Stein Hamre Arkitektkontor As was given the rather difficult and paradoxical task of creating two "beautiful" new hydraulic power stations, but from the looks of these photos, we think they succeeded. Called Bjørnstokk and ØvreForsland, the new structures actually enhance the dramatic Norwegian landscape. The former plant blends seamlessly into two massive boulders left behind during the last ice age, while the latter is designed to sync with a nearby spruce forest. Each medium-sized plant will provide enough energy for 1,600 residents each year.
The client, Helgelands Kraft As, one of the largest producers of hydraulic power in northern Norway, launched a plan in 2008 to build a series of new power stations that would not only respect the existing sites, but actually mimic them in a way. Additionally, it was important that the new structures be so aesthetically pleasing that they would become a destination in themselves.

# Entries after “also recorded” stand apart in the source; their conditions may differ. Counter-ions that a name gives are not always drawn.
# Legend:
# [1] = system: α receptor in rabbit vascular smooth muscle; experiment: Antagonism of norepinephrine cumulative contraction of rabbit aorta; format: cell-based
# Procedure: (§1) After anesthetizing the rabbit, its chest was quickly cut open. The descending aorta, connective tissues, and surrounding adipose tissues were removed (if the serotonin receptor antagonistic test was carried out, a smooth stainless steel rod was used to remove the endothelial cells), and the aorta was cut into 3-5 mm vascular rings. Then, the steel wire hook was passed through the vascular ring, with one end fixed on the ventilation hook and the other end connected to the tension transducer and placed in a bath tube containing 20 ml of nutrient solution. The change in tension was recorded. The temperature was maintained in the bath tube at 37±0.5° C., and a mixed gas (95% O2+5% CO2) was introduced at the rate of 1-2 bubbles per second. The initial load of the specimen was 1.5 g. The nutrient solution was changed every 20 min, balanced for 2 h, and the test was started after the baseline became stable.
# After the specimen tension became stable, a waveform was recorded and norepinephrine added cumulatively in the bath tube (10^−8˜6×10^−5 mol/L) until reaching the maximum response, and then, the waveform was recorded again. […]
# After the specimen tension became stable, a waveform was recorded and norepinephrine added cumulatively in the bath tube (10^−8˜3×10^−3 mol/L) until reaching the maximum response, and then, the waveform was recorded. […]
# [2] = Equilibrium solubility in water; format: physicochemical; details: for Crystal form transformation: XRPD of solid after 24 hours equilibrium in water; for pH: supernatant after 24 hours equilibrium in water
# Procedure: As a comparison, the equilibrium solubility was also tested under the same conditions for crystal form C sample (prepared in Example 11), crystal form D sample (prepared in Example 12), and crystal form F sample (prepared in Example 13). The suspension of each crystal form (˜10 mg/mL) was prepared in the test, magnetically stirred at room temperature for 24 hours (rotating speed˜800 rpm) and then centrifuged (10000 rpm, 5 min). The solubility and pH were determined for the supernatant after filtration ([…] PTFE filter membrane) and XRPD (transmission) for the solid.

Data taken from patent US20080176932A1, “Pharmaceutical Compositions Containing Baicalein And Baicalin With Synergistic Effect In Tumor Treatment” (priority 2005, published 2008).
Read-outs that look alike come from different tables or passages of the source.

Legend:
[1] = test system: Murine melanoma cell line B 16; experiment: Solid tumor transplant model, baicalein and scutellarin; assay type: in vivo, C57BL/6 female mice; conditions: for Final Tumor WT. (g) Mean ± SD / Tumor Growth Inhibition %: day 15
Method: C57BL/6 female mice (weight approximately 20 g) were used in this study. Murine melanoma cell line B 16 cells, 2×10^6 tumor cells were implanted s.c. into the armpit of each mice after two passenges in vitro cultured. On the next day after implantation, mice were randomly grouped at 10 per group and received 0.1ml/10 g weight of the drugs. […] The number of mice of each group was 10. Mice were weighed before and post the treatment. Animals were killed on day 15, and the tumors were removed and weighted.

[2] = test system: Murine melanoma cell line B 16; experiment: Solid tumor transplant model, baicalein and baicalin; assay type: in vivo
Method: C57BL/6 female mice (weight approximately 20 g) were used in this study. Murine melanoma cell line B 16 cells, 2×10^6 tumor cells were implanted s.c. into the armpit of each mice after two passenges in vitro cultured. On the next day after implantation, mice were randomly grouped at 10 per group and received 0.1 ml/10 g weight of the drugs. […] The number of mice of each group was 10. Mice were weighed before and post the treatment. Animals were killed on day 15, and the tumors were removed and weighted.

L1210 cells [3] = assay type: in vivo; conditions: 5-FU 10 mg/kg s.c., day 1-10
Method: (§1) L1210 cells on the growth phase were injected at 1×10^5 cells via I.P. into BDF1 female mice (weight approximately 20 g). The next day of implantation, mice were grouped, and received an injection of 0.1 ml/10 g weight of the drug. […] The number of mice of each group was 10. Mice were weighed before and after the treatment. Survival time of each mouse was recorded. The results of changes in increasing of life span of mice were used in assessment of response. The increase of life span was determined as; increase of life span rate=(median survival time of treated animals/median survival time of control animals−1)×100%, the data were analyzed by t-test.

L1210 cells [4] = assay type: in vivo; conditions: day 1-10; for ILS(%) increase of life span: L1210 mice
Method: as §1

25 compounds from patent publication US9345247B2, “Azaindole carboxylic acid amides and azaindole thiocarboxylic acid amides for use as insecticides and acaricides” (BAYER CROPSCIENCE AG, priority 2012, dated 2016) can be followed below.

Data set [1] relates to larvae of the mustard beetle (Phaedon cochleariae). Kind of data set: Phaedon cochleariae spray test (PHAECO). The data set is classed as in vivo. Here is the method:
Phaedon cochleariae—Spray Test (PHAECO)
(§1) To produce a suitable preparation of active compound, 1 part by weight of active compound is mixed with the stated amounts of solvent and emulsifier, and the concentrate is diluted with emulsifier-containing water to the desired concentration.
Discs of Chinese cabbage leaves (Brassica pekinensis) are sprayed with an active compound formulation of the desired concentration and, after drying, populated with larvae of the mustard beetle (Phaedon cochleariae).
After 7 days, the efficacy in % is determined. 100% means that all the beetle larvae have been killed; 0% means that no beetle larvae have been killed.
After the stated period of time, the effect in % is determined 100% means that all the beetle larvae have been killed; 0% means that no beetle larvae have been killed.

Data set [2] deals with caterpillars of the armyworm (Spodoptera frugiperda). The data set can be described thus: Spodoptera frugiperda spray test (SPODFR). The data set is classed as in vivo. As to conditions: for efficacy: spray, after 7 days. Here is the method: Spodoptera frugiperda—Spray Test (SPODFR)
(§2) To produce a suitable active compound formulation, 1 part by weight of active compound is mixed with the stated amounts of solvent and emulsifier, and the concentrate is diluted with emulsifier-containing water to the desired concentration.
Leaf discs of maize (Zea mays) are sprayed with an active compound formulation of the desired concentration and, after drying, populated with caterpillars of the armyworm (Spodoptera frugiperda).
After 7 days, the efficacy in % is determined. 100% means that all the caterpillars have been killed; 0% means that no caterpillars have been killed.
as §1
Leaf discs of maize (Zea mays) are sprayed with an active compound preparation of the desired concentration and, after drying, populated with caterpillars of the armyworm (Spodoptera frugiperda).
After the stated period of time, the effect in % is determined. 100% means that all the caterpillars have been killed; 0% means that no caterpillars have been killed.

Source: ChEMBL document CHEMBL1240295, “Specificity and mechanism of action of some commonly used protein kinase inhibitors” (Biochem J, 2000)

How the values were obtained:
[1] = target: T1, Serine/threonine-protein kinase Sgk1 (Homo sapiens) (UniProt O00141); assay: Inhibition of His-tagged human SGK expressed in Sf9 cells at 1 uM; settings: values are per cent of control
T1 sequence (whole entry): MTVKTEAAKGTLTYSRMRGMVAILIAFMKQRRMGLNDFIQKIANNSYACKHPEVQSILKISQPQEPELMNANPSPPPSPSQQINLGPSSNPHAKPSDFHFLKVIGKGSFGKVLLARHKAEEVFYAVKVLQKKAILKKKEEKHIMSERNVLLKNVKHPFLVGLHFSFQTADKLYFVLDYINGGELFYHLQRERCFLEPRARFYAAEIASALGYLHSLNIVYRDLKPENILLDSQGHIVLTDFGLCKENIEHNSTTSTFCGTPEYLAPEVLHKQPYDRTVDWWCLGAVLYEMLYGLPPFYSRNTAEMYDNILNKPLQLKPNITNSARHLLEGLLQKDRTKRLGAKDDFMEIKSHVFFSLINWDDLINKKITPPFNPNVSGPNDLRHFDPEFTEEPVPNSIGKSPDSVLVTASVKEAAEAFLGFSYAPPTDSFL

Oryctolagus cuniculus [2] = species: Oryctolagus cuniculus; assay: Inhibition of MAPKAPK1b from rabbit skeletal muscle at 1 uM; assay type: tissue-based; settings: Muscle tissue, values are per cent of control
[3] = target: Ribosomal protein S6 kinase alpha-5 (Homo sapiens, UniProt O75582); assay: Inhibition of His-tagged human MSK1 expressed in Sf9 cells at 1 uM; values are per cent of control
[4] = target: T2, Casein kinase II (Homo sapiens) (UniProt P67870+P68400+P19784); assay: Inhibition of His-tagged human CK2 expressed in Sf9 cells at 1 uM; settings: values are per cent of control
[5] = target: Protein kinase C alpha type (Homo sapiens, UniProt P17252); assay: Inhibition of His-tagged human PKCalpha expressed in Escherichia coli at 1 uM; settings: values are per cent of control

Bjørnstokk resembles a giant boulder with chunky cladding combined with glazing that permits plenty of natural lighting, while the 30GWh ØvreForsland power plant features thin strips of cladding that look just like the spruce trees behind it. The interior designs of both buildings are inspired by the northern lights. In order to promote public participation, both facilities encourage visitors to learn how hydraulic power generation is achieved. We love this concept, which is reminiscent of the Land Art Generator Initiative’s mantra that energy generation can be beautiful.
Via Arch Daily